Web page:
Mengniu Dairy and Haier are examples of companies that even wealthy Chinese consumers will often choose over foreign brands like Danone and Siemens. Mengniu charges more for their high-end yogurt products than Danone and most other foreign brands to emphasize high-quality ingredients. They use flavors that cater specifically to Chinese. When I interviewed dairy-section heads of supermarket chains, the majority told me that wealthy consumers prefer high-end domestic brands over foreign brands made in China, because they think a truly good Chinese brand will have better quality control than a foreign one.

Likewise, many wealthy Chinese prefer to buy Haier air conditioners and refrigerators, instead of German, Japanese, and Korean brands like Siemens and Samsung, out of nationalism and the perception that premium Chinese brands are globally best in class.

Key Action Item

Western brands should not assume Chinese will always prefer foreign brands over domestic ones, and that consumers always view foreign brands as more premium. Chinese will often prefer domestic brands, like Haier’s consumer appliances, over foreign ones if they feel they are world-class brands. When competing in select consumer-market product categories, as Danone Yogurt is doing versus Mengniu, foreign brands might need to position themselves as cheaper alternatives if a domestic Chinese brand is viewed as having a premium position.

• Chinese Are Often Short Sighted Because Rules Can Change Quickly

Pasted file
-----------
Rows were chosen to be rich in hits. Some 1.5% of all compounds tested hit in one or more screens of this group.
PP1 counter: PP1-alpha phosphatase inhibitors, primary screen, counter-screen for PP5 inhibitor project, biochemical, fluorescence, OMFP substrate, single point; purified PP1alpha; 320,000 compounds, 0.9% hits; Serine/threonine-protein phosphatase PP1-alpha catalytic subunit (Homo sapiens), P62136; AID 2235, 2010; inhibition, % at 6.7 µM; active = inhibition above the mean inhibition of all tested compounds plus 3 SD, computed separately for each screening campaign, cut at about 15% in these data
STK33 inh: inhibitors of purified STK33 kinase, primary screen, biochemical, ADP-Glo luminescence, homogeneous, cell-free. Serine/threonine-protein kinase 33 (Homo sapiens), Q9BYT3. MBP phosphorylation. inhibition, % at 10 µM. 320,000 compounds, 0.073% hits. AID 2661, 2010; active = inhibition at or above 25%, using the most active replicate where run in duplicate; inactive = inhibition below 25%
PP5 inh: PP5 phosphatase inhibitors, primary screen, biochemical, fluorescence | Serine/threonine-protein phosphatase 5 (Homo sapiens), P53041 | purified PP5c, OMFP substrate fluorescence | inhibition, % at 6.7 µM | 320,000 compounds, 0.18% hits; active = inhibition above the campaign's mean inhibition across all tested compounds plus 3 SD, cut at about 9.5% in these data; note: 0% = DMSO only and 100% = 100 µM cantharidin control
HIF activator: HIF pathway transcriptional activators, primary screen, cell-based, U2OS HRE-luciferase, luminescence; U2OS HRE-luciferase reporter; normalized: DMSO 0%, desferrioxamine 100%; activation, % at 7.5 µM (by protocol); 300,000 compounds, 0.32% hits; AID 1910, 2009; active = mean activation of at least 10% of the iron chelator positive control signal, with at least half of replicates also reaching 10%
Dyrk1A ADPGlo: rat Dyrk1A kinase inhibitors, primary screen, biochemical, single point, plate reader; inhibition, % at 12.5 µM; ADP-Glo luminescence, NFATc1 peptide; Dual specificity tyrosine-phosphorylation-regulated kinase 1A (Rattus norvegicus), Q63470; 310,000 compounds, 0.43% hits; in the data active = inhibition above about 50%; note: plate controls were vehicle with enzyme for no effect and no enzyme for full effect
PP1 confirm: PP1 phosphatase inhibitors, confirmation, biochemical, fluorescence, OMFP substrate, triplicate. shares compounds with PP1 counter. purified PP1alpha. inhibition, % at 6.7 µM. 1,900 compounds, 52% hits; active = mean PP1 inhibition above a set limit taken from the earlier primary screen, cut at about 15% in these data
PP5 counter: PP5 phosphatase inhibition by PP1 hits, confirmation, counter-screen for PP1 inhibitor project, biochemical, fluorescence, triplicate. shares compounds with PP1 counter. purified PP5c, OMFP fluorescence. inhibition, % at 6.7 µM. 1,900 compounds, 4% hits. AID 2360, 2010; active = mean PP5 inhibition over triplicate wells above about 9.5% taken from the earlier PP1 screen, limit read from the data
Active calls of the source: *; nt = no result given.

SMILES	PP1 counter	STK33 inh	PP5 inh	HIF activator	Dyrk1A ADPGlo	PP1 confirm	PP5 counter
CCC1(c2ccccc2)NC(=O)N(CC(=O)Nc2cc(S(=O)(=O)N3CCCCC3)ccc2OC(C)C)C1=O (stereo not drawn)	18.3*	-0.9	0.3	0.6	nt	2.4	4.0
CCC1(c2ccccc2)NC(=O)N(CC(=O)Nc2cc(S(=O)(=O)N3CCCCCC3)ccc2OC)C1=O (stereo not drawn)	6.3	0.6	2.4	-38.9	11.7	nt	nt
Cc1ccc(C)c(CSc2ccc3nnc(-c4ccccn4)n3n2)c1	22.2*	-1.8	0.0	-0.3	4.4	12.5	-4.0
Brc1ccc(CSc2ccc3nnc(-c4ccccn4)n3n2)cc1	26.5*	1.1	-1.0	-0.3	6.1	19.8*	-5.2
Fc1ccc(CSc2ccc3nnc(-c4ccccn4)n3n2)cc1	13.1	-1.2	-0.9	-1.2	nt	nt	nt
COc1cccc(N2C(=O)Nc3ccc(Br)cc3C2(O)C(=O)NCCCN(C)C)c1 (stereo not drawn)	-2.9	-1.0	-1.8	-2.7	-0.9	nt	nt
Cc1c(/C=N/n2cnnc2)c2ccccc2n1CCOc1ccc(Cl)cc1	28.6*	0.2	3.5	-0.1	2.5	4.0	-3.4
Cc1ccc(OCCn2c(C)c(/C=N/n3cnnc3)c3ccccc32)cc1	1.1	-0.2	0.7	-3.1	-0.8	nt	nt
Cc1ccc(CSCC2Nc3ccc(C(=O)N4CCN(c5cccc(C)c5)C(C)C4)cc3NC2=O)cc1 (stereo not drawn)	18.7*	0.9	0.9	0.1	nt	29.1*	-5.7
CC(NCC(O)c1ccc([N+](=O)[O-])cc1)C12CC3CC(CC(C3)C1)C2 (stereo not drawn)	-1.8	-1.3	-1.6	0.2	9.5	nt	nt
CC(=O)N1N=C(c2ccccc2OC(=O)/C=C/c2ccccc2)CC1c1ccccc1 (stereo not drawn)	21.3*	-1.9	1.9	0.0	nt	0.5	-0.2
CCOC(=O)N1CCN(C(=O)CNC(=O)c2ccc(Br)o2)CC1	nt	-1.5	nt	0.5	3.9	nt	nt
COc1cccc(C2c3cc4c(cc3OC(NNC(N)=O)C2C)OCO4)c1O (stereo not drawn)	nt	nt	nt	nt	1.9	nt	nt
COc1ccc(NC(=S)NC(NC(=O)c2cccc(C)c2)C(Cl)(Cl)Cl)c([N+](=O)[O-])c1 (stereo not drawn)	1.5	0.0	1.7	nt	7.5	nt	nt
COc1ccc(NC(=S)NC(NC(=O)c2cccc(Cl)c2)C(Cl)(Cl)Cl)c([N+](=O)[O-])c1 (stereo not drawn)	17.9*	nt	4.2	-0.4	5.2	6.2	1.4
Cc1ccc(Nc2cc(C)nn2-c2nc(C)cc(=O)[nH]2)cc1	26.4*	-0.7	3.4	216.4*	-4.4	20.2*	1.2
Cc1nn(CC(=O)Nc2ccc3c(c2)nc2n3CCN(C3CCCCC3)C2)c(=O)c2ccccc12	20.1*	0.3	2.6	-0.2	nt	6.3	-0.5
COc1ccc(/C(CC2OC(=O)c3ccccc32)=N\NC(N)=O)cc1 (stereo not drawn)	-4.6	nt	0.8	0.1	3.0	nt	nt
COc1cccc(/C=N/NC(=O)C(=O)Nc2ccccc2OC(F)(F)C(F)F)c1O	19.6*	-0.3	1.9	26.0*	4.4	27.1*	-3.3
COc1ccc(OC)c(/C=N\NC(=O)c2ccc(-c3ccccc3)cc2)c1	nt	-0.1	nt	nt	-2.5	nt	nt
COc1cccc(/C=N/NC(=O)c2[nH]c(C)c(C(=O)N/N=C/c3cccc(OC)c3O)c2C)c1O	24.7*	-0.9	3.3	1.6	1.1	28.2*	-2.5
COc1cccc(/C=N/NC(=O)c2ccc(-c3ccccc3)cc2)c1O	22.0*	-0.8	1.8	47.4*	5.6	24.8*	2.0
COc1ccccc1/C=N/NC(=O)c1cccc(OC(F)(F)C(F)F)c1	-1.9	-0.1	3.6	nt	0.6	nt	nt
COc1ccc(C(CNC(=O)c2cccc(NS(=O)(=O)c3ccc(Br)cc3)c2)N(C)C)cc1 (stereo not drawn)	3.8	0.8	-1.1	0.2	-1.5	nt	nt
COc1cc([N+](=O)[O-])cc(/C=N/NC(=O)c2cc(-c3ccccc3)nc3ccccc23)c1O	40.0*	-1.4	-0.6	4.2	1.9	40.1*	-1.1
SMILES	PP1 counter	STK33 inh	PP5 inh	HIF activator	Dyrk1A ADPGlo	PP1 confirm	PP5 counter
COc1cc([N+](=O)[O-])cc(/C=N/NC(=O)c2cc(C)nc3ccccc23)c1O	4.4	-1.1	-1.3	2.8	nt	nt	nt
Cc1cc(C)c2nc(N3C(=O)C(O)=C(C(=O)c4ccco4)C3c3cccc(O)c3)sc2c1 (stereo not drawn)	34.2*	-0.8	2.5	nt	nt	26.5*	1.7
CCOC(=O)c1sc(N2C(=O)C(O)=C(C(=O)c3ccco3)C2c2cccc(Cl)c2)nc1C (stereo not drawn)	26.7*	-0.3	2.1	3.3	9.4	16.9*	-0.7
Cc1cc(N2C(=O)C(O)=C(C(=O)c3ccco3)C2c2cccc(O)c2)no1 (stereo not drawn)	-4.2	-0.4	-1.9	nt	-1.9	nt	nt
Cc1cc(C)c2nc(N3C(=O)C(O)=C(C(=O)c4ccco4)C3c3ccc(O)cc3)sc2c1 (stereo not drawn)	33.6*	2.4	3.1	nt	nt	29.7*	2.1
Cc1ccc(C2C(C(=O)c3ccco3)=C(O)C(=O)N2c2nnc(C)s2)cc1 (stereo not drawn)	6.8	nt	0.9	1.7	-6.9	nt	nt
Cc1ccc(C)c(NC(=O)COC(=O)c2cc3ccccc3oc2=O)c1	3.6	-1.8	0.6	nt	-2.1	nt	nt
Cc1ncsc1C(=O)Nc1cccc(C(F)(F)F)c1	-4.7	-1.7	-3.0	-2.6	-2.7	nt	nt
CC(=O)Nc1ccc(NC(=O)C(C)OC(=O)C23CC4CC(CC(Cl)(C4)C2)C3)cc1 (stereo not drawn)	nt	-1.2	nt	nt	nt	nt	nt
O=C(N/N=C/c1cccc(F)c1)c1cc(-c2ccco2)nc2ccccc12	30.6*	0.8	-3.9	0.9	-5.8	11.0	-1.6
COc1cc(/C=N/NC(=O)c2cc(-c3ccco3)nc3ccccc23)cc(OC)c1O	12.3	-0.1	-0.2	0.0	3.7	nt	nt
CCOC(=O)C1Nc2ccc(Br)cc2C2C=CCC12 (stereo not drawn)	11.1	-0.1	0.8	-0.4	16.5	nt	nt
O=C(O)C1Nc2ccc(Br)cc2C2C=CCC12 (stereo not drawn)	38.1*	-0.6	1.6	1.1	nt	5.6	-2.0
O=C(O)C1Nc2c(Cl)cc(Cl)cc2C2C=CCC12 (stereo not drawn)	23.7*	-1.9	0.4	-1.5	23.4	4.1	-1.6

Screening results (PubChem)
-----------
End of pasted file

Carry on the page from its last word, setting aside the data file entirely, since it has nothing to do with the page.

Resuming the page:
It is often very difficult for Chinese businesses to plan long term—not because executives are short sighted, but because rules and regulations change so quickly. For instance, many street-level Chinese stores are ramshackle and do not have nice fittings. The reason? Shop owners do not want to waste money because they fear real estate redevelopment will force them to move. Brands that create a comfortable ambiance move to high-priced malls or recently developed zones. Once urban planning gets more settled, Chinese brands will spend more on nicer shopping environments. In the meantime, smart ones save their money.

For instance, right now most Chinese buyers of luxury products like to do their shopping abroad. Recent initiatives to make Hainan Island a duty-free zone and to reduce tariffs on imported goods could change the luxury retail landscape overnight.

Key Action Item

Company executives need to keep abreast of potential new regulations that could severely impact their businesses. If they do not, they could suddenly find that they have invested in the wrong sectors and locations.

• Real Estate Is Intentionally Ramshackle

Many Westerners say Chinese real estate companies exhibit poor urban planning. A common complaint by visiting Westerners is that malls are not built attractively, or that parking lots are constructed in prime building locations, like on a riverside, while shopping complexes and restaurant zones are built across the street without good river views. Criticism like this does not survive basic analysis. Rules force developers to start construction soon after buying land from the government. It is illegal to hold on to land as an investment, so real estate developers who think that land values will continue to rise either will build something as cheaply as possible, in the hopes of knocking everything down and rebuilding when prices go up, or will put up parking lots to fulfi ll regulatory requirements and delay prime construction on the property until later.

Key Action Item

Simply writing off or underestimating Chinese executives’ long-term strategic thinking because they seem to be building inefficient projects is unwise, because they often have good reasons for holding off on investing and for trying to make money in the short term.

 


Excerpted with permission of the publisher, Wiley, from The End of Cheap China: Economic and Cultural Trends that will Disrupt the World by Shaun Rein.  Copyright (c) 2012 by Shaun Rein.

Source:
Campaign China